James Gunn’s The Suicide Squad is the latest oyster in the sea of superhero movies that have been released over the last 15 years. It may also be the harbinger of an end to this era of super-powered crusaders, which frankly is starting to get quite tiresome.
And, where Marvel excels at universe- and multiverse- building, DC excels at its standalone animation and live-action flicks. This latest addition is no different.
It’s no secret that the previous Suicide Squad film was universally-panned and hated, perhaps not even on the many demerits of the movie alone, but because it gave us hope – hope that DC was getting its act together, hope that there could be a thriving anti-hero universe and hope that superpower movies might finally be getting their grunge era.
This movie, fortunately, has come in when expectations of DC are at an all-time low. Even though Harley Quinn: Birds of Prey last year was an excellent movie, it was all but forgotten when this little thing called Covid-19 shut down cinemas around the world.
The Suicide Squad aims to rewrite the dark chapter of history that was Suicide Squad (note the use of definitive ‘The’ in the new movie’s title).
It starts off with a new stable of super-villains being thrown onto a plane, and it gives us hope that this movie will dispense with something that has become a nuisance in superhero movies, because of how hastily and terribly it is always done – back story.
But within 10 minutes, this ensemble, featuring Pete Davidson, Nathan Fillion and Michael Rooker, is decimated, giving the B-Team Suicide Squad an opportunity to infiltrate the fictional island of Corto Maltese.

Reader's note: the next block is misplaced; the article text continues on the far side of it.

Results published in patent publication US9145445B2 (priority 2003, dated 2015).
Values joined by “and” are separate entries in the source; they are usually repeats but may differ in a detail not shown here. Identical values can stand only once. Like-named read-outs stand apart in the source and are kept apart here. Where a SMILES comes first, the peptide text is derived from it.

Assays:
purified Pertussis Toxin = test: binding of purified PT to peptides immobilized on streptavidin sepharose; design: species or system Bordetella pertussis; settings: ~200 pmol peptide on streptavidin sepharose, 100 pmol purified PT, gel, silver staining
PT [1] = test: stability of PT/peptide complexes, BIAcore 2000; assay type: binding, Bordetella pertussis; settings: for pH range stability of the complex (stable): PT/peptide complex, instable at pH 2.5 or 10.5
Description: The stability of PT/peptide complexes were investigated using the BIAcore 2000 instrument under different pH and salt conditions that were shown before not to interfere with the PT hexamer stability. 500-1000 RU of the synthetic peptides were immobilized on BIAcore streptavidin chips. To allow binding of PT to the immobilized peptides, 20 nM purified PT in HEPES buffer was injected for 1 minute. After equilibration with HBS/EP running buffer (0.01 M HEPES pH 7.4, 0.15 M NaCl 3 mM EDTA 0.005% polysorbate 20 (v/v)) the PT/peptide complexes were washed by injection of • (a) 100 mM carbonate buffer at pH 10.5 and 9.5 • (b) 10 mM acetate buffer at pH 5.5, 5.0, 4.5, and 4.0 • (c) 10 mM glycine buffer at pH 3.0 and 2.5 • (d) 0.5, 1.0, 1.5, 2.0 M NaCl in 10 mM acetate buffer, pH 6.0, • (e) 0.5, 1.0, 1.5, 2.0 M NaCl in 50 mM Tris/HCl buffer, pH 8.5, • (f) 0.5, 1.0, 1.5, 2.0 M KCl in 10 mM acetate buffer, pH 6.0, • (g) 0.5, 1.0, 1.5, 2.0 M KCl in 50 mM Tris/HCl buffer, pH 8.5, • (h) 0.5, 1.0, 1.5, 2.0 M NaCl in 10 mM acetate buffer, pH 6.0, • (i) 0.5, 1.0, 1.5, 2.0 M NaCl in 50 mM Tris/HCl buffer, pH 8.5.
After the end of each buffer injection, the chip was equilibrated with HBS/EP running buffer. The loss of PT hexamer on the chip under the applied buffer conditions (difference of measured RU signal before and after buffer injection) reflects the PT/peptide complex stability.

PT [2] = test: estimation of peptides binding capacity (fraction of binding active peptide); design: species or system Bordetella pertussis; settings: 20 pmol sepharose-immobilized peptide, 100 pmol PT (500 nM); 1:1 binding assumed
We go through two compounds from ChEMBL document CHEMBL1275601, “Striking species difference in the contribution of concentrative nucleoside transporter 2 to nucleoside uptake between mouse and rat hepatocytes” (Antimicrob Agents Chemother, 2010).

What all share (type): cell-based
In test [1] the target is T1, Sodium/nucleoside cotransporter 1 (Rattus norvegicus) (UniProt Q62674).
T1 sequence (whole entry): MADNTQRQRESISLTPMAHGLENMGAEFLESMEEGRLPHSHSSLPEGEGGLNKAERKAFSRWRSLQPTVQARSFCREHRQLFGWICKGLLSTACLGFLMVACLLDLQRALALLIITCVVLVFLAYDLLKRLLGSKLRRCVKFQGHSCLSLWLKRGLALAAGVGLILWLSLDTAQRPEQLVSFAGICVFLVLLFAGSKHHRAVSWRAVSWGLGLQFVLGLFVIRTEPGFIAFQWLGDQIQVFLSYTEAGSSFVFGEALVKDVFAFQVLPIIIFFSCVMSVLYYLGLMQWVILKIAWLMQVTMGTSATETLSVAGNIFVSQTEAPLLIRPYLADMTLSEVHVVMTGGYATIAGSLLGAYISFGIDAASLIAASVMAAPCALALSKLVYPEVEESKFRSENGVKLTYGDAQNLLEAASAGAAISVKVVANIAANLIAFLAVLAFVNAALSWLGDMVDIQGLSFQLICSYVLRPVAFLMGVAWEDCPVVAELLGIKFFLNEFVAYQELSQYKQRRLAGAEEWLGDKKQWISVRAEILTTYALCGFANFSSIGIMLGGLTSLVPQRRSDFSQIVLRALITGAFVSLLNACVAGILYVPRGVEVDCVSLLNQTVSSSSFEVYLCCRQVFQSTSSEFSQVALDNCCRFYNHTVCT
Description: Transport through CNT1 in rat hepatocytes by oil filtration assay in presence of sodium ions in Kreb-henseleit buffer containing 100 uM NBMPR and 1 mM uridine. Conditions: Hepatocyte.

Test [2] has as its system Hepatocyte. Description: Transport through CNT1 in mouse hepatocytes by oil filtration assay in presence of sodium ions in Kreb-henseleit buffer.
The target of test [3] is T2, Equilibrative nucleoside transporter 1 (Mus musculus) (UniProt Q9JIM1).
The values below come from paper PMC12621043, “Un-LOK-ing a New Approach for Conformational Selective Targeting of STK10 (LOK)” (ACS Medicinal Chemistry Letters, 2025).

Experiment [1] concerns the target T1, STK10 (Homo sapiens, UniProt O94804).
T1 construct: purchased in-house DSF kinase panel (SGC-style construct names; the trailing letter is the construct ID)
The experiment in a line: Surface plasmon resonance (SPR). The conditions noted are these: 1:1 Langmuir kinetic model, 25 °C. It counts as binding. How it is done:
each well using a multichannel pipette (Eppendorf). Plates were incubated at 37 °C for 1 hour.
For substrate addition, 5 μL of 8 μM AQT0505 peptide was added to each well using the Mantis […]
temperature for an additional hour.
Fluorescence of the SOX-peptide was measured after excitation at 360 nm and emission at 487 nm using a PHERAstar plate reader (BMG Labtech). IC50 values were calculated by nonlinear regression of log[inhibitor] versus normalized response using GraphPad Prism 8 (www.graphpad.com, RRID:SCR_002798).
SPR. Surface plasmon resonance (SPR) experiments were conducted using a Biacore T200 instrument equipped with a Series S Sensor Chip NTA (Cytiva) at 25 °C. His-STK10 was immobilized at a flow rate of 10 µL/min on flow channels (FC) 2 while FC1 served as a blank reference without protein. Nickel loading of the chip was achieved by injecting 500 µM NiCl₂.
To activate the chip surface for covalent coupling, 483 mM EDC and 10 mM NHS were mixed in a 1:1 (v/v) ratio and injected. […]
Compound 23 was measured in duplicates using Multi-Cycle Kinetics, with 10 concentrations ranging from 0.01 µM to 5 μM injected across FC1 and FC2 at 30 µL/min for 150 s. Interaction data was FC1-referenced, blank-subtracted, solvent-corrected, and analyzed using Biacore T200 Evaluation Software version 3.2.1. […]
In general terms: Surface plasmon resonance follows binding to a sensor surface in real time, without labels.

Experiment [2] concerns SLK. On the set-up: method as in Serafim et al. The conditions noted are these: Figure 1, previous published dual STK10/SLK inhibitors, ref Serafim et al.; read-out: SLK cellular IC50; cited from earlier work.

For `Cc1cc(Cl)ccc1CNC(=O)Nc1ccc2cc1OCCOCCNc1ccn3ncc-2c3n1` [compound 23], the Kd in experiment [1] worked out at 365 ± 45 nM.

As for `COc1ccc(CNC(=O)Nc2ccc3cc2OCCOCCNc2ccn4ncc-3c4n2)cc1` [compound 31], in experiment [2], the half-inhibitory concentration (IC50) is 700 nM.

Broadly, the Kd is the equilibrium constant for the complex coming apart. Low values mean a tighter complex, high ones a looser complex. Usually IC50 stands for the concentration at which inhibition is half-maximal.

I would be lying if I said I didn’t enjoy watching Pete’s face being blown off, while Nathan’s very useless detachable arms tried to tickle his enemies to death.
But then the movie switches to the other extreme of serious comedy with the ‘real’ heroes – Bloodsport (Idris Elba), Peacemaker (John Cena), King Shark (Sylvester Stallone), Polka-Dot Man (David Dastmalchian) and Ratcatcher 2 (Daniela Melchior).
They are joined later by the best character of the DC Extended Universe – Harley Quinn (Margot Robbie).
They are controlled again by the completely-unlikeable Amanda Waller (Viola Davis) and a much-more cynical Colonel Rick Flag (Joel Kinnaman). As they proceed onto the island, the movie makes it clear that it’s not just an anti-hero movie, it is on a crusade against caped crusader films themselves.
In many ways, this movie could be considered the teenage love-child of Guardians of the Galaxy and the fantastic TV show The Boys. A progeny that is on a single-minded teenage mission to say, “This is my life, mum and dad!” while still subconsciously re-treading their footsteps.
Yes, there is cheesy badly-wedged back story. Yes, there is music that clearly tries to evoke the same feelings as the original Guardians of the Galaxy. Yes, there is constant questioning of the US’ foreign policy, because that’s what all the cool kids are doing these days.
But, Margot and Idris truly shine in their role, dominating every scene they are in.
But, the callousness with which main characters are killed off is a wonderful breath of fresh air, for the audience more so than the characters themselves.
The Suicide Squad has, just like Birds of Prey, dispensed with the 50 shades of dull colour palette in which the rest of DCEU bathes.
The main villain in this movie, in particular, was absolutely beautiful, in a horrifying sort of way.
All in all, The Suicide Squad won’t rewrite cinematic universes, but it is a harbinger of the end of the superhero movie era.
As more and more films start to do to superhero movies on the silver screen what Twitter and memes were trying to do, perhaps we will start to see either an improved superhero flick or the death of the era – at this point, I’ll take either one.